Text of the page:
I don't know about you, but this past winter seemed to linger forever!
Yes, we'd get a few warmer days, but then the overnight mercury would plunge again below freezing.
But a sure sign of moderating conditions: I saw my first butterfly of 2011 driving Thursday along Airport Road. For once, it wasn't a Cabbage White, but a Clouded Sulphur, one of the yellow ones.
Since our warmer days this year have so far occurred on weekdays - when I'm usually working at WDEL, and in no position to check out a state park! - I called Jim White at the Delaware Nature Center, who ventures outside nearly every day.
Jim saw a Question Mark (an orangish butterfly which overwinters as an adult) and a bluish Spring Azure a few days ago near the nature center.
I have the impression the many cold days (and especially nights) have delayed the emergence of many critters this year. I asked Jim about that.
In his specialty - reptiles and amphibians - he figures emergence has been just slightly delayed. Wood frogs, toads, etc.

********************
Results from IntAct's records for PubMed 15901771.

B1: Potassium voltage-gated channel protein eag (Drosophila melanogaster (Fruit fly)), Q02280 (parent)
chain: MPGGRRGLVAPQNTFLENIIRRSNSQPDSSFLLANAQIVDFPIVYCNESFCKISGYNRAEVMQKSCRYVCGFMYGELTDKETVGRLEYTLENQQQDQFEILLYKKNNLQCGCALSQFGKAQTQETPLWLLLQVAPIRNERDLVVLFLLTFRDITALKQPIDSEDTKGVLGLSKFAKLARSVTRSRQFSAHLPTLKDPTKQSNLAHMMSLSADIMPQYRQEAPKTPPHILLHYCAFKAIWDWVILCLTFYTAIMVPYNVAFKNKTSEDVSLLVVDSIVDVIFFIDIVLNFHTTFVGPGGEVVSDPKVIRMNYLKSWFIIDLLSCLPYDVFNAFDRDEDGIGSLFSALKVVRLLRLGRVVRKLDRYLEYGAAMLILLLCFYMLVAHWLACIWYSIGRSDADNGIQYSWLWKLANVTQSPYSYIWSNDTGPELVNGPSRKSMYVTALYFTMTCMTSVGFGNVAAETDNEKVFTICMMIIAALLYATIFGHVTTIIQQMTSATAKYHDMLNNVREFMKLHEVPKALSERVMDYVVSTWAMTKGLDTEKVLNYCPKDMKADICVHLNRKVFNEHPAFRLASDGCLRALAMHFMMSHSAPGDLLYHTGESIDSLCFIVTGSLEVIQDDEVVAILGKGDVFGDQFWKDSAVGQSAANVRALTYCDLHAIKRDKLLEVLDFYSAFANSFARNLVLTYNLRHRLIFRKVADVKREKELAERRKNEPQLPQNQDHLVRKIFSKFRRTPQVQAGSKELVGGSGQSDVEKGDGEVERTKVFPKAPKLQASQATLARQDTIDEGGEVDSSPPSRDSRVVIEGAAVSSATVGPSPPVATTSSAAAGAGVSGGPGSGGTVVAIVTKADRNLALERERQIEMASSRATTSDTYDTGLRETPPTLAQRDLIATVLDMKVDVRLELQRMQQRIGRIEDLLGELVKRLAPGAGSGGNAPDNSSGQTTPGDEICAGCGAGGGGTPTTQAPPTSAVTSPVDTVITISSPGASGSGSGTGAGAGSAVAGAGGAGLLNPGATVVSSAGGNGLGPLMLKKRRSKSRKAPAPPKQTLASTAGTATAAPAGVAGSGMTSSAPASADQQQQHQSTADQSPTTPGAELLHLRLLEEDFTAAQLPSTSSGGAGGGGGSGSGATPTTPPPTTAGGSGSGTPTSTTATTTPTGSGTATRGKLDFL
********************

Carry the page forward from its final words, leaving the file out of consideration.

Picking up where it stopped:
(Jim co-authored the book, AMPHIBIANS & REPTILES of DELMARVA, with his wife, Amy.)
If you want to make your visits to our state parks more productive, I recommend carrying that book, along with a few other field guides, depending on your interests!
Posted at 6:58pm on April 8, 2011 by Allan Loudell
I just noticed this eclectic hobby blog. Thanks for offering these posts as well as the news articles. I will be checking in for the butterfly reports, and stamp collecting. I'm not an avid collector but I do like the Naturescape series and legendary Hollywood stars. (By Naturescape I mean the regional eco-systems and the wildlife they host. They're all on one big page, and you can peel them off one by one if you want to use them.)
Cornell U has a website for backyard bird trackers, you can register the nests you see on your property. My BF built a couple birdhouses, they have had different tenants over the years. I registered the owl's nest in the woods behind his house, but the birdhouses aren't up yet.
The one birdhouse's opening was enlarged by a woodpecker. Yes, the bird was attempting to make the hole bigger so he could fit through it! I guess it's a type of avian home improvement.
Tyler Arboretum in Lima, PA has a butterfly house, it should be open sometime in spring.
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